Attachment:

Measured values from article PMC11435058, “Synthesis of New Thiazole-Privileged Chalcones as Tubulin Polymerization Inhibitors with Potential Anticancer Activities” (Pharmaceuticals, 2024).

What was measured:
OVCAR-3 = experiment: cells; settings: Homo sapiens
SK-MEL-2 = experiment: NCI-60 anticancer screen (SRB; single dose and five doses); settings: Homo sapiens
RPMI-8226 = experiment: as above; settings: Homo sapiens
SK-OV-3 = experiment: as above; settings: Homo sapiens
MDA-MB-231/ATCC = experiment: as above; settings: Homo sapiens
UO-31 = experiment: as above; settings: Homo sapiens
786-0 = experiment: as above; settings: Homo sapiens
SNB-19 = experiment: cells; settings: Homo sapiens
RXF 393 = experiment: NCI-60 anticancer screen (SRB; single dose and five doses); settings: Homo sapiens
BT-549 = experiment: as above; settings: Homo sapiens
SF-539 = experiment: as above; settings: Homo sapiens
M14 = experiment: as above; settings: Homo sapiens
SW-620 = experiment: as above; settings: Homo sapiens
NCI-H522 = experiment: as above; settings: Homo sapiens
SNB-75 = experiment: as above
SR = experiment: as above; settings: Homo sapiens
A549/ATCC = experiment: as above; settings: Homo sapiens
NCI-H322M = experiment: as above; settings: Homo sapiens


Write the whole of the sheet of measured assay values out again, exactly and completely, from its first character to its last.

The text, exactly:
Measured values from article PMC11435058, “Synthesis of New Thiazole-Privileged Chalcones as Tubulin Polymerization Inhibitors with Potential Anticancer Activities” (Pharmaceuticals, 2024).

What was measured:
OVCAR-3 = experiment: cells; settings: Homo sapiens
SK-MEL-2 = experiment: NCI-60 anticancer screen (SRB; single dose and five doses); settings: Homo sapiens
RPMI-8226 = experiment: as above; settings: Homo sapiens
SK-OV-3 = experiment: as above; settings: Homo sapiens
MDA-MB-231/ATCC = experiment: as above; settings: Homo sapiens
UO-31 = experiment: as above; settings: Homo sapiens
786-0 = experiment: as above; settings: Homo sapiens
SNB-19 = experiment: cells; settings: Homo sapiens
RXF 393 = experiment: NCI-60 anticancer screen (SRB; single dose and five doses); settings: Homo sapiens
BT-549 = experiment: as above; settings: Homo sapiens
SF-539 = experiment: as above; settings: Homo sapiens
M14 = experiment: as above; settings: Homo sapiens
SW-620 = experiment: as above; settings: Homo sapiens
NCI-H522 = experiment: as above; settings: Homo sapiens
SNB-75 = experiment: as above
SR = experiment: as above; settings: Homo sapiens
A549/ATCC = experiment: as above; settings: Homo sapiens
NCI-H322M = experiment: as above; settings: Homo sapiens